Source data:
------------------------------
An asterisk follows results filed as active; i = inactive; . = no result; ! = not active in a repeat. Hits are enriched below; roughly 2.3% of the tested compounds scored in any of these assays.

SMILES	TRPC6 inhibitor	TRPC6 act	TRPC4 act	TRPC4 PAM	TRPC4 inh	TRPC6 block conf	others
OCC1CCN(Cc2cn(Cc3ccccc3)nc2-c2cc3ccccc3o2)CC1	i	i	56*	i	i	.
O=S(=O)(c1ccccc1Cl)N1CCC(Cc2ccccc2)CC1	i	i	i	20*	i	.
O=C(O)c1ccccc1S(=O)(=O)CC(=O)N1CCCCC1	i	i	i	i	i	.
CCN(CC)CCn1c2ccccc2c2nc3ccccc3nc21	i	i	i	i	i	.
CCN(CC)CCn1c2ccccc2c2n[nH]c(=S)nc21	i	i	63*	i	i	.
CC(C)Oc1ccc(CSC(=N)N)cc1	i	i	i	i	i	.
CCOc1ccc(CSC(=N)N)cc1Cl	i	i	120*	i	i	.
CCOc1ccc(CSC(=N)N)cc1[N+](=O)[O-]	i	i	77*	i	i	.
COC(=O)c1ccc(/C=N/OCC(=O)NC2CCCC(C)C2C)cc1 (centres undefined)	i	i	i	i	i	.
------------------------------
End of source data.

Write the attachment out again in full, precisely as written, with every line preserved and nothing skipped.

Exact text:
An asterisk follows results filed as active; i = inactive; . = no result; ! = not active in a repeat. Hits are enriched below; roughly 2.3% of the tested compounds scored in any of these assays.

SMILES	TRPC6 inhibitor	TRPC6 act	TRPC4 act	TRPC4 PAM	TRPC4 inh	TRPC6 block conf	others
OCC1CCN(Cc2cn(Cc3ccccc3)nc2-c2cc3ccccc3o2)CC1	i	i	56*	i	i	.
O=S(=O)(c1ccccc1Cl)N1CCC(Cc2ccccc2)CC1	i	i	i	20*	i	.
O=C(O)c1ccccc1S(=O)(=O)CC(=O)N1CCCCC1	i	i	i	i	i	.
CCN(CC)CCn1c2ccccc2c2nc3ccccc3nc21	i	i	i	i	i	.
CCN(CC)CCn1c2ccccc2c2n[nH]c(=S)nc21	i	i	63*	i	i	.
CC(C)Oc1ccc(CSC(=N)N)cc1	i	i	i	i	i	.
CCOc1ccc(CSC(=N)N)cc1Cl	i	i	120*	i	i	.
CCOc1ccc(CSC(=N)N)cc1[N+](=O)[O-]	i	i	77*	i	i	.
COC(=O)c1ccc(/C=N/OCC(=O)NC2CCCC(C)C2C)cc1 (centres undefined)	i	i	i	i	i	.